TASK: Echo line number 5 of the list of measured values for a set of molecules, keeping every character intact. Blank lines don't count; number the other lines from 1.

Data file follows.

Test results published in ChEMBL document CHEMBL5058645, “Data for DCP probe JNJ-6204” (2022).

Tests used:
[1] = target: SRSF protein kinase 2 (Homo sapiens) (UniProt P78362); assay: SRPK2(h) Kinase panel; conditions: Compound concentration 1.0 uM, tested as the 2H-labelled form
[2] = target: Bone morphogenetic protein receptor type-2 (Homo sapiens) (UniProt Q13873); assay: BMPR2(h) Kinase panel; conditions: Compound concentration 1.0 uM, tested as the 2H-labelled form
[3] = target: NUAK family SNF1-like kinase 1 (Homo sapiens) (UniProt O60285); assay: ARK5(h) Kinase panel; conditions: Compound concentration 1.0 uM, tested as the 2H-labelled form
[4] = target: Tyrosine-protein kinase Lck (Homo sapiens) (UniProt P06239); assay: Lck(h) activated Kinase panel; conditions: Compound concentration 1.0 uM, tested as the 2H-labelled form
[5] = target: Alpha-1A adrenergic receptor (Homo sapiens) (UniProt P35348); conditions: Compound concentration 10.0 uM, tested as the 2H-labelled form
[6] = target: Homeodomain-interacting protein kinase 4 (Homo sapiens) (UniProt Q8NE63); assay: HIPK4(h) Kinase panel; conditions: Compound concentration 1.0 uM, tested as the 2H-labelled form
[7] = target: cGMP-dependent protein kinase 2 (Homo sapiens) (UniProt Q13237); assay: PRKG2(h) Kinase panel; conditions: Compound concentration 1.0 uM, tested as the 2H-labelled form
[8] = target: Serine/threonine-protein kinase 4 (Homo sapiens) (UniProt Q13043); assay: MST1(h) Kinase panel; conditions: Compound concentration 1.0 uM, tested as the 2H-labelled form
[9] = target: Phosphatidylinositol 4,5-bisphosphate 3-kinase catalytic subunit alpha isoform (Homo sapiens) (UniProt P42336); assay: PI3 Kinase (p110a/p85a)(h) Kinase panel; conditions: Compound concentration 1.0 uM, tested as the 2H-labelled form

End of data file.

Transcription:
[3] = target: NUAK family SNF1-like kinase 1 (Homo sapiens) (UniProt O60285); assay: ARK5(h) Kinase panel; conditions: Compound concentration 1.0 uM, tested as the 2H-labelled form